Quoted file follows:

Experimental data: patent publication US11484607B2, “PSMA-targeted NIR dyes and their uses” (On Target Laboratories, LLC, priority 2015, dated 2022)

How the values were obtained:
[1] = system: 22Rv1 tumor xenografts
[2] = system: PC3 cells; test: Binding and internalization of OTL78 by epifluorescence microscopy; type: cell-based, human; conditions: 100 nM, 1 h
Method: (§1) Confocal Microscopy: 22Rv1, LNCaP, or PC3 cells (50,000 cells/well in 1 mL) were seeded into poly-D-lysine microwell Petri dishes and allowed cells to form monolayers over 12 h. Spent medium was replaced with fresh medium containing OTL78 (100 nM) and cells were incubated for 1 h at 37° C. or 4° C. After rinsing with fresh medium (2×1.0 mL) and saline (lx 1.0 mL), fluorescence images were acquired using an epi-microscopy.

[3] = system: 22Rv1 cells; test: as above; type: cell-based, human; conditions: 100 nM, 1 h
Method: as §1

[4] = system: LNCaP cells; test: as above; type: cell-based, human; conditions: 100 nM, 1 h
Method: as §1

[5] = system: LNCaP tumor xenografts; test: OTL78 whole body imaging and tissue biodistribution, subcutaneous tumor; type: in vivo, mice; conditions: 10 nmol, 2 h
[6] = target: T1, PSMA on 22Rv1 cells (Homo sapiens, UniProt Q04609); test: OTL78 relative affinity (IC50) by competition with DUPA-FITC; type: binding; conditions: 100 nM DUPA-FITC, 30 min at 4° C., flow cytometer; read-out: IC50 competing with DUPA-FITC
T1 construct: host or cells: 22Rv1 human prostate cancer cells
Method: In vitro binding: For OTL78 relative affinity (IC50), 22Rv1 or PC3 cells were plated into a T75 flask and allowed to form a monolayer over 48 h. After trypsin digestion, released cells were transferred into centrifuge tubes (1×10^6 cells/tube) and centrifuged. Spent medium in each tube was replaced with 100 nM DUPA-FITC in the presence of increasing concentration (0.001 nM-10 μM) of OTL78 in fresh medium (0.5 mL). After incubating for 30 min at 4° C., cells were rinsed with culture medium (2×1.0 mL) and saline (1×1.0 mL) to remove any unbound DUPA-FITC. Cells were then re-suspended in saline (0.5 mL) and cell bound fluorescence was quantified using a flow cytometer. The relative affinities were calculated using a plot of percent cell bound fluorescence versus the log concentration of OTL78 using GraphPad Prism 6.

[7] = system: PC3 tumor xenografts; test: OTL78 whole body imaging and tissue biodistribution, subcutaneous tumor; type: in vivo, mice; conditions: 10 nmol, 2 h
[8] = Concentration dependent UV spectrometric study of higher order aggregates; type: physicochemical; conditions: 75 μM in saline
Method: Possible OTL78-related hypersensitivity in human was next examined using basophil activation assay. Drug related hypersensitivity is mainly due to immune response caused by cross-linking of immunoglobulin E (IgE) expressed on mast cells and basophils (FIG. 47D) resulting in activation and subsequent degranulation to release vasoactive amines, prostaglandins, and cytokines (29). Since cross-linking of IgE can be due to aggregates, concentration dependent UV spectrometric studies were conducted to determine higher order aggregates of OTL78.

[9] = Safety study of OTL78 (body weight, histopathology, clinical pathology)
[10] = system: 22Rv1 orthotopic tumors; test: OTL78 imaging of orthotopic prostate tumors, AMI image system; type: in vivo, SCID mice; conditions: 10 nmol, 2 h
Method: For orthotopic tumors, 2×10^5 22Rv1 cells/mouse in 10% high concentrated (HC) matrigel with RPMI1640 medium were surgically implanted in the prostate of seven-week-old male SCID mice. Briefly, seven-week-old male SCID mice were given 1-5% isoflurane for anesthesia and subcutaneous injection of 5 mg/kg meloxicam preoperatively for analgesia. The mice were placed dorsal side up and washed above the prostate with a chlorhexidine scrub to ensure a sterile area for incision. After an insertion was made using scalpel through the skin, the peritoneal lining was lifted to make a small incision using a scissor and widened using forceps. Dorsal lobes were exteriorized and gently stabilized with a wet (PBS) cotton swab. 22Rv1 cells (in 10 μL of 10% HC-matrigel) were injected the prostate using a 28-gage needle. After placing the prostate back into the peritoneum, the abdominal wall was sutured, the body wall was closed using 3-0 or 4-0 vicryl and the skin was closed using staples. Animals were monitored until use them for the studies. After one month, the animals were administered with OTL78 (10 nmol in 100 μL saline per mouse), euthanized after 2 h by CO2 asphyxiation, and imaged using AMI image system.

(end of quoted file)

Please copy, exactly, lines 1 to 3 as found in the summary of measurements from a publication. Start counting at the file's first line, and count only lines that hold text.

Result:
Experimental data: patent publication US11484607B2, “PSMA-targeted NIR dyes and their uses” (On Target Laboratories, LLC, priority 2015, dated 2022)

How the values were obtained:
[1] = system: 22Rv1 tumor xenografts